Terminally ill patients with incurable sicknesses often feel the need to prematurely end their lives through assisted suicide. Also called voluntary euthanasia, assisted suicide has escalated into a heavily debated social issue regarding its ethical, moral, and political justifications. Currently, the topic of assisted suicide is under legislative review; it is currently considered a crime and, by all means, should remain that way.
An awareness that medical treatment is optional and may be accepted or refused can help to lessen the sense of hopelessness and dependency that hospitalized patients experience. An array of political insurance, such as attorneys, living wills, and assisted living, provides a method in which ill patients may exercise their right to refuse lethal medical treatment in the event that they become incompetent to verbally protest.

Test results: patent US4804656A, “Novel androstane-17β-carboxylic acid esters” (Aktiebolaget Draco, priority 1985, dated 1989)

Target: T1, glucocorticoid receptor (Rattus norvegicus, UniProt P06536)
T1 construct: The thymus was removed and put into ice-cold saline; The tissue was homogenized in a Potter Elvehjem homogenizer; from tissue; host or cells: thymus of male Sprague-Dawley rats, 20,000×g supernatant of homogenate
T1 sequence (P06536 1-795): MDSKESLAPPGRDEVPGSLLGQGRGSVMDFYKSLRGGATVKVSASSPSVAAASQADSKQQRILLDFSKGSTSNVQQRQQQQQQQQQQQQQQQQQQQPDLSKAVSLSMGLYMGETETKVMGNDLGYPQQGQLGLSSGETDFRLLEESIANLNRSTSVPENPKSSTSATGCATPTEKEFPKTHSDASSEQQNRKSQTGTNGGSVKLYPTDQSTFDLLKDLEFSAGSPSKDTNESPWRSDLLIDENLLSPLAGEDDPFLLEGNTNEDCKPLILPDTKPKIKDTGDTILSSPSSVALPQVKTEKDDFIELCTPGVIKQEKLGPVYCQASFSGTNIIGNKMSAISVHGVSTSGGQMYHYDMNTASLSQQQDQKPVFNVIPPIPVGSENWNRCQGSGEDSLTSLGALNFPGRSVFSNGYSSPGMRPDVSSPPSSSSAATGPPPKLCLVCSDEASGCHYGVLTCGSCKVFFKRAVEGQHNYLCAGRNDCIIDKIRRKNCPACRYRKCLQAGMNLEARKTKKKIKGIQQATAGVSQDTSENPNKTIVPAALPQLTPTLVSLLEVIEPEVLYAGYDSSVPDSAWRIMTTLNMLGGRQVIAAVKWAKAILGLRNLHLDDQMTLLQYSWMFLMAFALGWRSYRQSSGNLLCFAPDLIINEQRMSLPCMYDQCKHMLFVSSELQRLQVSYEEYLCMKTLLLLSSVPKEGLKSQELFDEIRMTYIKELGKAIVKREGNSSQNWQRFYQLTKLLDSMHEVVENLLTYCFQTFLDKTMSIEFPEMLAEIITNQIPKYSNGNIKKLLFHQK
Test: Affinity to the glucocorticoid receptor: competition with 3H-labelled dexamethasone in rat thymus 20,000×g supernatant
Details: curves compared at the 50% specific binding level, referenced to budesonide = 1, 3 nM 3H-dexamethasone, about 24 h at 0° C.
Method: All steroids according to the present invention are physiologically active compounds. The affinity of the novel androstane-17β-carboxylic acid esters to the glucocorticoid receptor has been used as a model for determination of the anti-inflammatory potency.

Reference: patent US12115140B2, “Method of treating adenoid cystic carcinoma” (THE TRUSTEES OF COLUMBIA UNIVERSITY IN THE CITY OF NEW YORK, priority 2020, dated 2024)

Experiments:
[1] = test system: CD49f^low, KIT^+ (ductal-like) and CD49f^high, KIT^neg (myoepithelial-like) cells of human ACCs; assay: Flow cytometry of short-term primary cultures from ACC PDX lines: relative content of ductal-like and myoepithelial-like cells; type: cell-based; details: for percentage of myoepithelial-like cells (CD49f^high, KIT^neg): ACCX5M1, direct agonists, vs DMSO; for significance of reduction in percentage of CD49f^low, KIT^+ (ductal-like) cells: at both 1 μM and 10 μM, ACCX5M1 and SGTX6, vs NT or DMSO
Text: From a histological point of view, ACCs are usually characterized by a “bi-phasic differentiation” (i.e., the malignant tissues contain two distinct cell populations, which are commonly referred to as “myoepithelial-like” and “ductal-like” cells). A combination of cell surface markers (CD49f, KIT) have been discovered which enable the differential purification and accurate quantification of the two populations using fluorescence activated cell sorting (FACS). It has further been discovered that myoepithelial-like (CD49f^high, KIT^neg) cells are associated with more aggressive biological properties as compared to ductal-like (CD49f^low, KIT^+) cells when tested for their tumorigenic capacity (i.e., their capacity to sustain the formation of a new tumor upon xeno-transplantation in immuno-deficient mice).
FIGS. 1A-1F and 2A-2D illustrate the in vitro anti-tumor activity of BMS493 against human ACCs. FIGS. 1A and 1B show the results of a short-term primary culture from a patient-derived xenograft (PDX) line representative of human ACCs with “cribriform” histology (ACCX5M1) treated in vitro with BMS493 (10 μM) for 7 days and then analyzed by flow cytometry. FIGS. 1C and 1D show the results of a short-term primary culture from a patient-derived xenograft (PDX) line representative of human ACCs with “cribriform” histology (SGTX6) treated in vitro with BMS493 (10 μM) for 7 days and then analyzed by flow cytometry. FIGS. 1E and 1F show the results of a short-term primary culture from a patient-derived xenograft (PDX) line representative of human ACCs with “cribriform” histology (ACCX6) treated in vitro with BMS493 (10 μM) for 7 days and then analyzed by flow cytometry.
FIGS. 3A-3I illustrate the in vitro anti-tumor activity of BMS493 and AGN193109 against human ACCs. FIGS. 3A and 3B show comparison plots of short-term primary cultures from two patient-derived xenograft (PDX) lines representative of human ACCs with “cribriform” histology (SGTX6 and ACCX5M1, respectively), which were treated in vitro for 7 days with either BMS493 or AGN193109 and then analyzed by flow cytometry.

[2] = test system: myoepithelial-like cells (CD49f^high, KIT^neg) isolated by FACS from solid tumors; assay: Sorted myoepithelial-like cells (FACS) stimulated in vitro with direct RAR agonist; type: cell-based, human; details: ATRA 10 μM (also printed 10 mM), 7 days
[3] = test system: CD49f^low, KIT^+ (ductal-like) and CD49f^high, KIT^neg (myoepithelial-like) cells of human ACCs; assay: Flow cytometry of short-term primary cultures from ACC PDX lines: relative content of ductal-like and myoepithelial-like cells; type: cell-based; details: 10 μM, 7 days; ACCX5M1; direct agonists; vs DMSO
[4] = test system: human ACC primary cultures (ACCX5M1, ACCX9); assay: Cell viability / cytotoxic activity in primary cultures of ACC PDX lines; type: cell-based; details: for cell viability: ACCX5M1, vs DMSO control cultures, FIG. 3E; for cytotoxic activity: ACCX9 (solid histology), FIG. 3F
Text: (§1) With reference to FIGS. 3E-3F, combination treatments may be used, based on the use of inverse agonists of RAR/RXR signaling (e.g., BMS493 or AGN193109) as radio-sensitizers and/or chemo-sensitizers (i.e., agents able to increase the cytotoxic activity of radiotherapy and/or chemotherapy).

Legalizing assisted suicide disturbs the value of human life by subjecting it to unnatural means of harm, and it furthermore results in a loss of protection through doctors writing prescriptions for terminally ill patients against their will. By implementing professional therapeutic programs in hospitals, thousands of licensed psychiatrists and therapists would be blessed with a job. Our society needs to spread awareness in order to inhibit this moral issue from proliferating and gaining popularity.